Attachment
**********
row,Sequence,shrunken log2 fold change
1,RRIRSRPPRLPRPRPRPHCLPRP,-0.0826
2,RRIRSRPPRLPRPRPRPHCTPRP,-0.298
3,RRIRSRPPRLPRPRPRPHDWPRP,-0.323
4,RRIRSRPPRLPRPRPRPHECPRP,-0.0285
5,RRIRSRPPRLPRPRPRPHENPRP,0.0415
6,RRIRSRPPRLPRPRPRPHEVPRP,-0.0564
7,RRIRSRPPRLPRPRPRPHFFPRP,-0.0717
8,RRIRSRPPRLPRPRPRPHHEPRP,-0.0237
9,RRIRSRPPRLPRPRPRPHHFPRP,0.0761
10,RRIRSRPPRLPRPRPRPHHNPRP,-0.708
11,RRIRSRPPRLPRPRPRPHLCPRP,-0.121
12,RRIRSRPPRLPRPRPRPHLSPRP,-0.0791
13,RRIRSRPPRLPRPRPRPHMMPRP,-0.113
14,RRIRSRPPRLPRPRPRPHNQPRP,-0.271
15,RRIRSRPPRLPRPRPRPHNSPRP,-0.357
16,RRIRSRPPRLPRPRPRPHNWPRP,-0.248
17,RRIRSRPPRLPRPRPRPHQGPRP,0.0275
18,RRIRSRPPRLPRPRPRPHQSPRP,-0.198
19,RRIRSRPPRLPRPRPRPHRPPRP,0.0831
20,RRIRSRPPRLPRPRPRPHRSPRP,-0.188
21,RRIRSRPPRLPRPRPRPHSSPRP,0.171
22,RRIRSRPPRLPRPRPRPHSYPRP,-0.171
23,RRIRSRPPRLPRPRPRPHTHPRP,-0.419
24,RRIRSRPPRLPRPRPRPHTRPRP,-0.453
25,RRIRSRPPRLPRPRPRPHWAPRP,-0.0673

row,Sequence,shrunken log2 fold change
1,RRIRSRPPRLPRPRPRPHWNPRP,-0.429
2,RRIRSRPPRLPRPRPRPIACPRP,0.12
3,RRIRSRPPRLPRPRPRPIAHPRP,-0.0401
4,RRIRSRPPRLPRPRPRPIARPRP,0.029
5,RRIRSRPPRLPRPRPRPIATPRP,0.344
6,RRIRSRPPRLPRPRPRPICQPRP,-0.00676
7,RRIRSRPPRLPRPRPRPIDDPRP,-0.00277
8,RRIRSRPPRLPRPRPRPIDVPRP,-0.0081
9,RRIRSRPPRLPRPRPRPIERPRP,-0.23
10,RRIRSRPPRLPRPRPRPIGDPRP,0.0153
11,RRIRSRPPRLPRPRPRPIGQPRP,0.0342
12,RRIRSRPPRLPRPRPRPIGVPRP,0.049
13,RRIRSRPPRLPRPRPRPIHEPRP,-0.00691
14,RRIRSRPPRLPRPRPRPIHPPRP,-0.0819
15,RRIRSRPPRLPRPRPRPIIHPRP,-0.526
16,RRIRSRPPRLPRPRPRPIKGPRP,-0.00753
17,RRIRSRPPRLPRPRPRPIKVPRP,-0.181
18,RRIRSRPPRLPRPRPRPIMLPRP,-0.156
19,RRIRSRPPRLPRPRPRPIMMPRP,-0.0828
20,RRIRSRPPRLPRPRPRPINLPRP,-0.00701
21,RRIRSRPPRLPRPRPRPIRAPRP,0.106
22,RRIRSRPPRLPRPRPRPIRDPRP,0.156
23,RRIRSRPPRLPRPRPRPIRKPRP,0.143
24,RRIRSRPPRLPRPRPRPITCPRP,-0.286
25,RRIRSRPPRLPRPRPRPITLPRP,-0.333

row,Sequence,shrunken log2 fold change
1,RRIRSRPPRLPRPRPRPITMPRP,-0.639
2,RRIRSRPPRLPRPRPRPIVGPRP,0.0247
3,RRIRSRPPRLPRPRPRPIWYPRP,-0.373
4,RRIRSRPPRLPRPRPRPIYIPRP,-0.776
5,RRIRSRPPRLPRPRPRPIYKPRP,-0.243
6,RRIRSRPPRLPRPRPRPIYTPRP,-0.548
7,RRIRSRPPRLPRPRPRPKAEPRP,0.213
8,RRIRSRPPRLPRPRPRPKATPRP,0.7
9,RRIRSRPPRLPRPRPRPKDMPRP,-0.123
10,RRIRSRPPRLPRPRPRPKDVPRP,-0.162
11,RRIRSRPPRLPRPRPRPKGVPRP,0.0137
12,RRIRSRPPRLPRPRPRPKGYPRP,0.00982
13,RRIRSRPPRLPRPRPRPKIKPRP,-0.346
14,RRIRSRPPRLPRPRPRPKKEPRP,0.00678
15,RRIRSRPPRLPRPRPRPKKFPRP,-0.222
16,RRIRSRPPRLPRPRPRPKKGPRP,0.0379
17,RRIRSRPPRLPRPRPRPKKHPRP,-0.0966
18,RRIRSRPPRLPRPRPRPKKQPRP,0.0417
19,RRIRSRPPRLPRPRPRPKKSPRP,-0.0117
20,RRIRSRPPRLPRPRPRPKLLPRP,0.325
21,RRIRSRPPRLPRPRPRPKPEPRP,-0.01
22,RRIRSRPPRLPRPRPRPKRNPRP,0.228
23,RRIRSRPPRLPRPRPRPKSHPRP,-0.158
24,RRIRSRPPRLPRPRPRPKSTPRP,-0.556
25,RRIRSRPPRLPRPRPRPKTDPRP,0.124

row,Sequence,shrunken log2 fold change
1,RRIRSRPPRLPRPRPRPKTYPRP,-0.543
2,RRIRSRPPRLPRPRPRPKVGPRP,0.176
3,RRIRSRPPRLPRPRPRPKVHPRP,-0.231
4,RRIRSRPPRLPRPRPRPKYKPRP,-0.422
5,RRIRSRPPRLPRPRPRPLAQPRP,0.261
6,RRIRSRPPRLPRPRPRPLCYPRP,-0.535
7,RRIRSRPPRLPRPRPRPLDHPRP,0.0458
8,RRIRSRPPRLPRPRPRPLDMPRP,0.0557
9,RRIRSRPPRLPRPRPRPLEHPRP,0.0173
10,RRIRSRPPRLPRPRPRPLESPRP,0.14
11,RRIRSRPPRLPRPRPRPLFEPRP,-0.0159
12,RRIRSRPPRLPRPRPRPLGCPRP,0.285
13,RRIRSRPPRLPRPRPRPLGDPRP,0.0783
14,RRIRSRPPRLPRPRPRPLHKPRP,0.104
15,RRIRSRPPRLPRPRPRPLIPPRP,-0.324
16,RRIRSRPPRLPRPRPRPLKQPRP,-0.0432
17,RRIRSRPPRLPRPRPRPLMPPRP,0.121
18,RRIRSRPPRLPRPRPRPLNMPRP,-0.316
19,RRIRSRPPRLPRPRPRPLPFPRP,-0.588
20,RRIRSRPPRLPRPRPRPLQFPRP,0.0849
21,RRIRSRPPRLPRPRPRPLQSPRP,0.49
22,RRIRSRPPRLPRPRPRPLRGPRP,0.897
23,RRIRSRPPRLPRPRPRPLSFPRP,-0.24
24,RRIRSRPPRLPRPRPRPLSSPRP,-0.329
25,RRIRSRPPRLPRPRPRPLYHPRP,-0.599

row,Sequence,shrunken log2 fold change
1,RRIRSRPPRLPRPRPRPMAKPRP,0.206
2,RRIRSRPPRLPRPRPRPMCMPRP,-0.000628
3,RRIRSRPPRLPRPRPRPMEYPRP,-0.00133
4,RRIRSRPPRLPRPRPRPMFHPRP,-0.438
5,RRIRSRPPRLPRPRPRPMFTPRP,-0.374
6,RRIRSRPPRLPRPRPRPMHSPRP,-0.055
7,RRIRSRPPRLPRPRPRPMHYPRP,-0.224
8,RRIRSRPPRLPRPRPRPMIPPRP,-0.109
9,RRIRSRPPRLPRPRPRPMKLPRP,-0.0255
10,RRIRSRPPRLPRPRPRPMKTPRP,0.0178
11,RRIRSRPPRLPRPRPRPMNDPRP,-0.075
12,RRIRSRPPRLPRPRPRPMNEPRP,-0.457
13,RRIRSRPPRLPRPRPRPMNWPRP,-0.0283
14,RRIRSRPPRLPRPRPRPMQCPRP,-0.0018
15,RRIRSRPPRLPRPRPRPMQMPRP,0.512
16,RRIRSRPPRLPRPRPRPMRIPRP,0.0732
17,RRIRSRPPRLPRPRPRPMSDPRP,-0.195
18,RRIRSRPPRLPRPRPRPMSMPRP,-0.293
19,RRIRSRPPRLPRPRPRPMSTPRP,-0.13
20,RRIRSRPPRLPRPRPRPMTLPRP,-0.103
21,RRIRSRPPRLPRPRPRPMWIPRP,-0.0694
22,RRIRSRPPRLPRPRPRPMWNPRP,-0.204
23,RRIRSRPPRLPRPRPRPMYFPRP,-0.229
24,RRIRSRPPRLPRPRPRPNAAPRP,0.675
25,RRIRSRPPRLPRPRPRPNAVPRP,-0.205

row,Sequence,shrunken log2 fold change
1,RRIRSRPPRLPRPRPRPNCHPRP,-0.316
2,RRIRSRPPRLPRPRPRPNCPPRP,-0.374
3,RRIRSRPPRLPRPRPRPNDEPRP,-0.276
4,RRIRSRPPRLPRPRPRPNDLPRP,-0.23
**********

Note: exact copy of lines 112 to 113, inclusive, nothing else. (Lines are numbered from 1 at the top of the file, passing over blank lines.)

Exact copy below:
7,RRIRSRPPRLPRPRPRPMHYPRP,-0.224
8,RRIRSRPPRLPRPRPRPMIPPRP,-0.109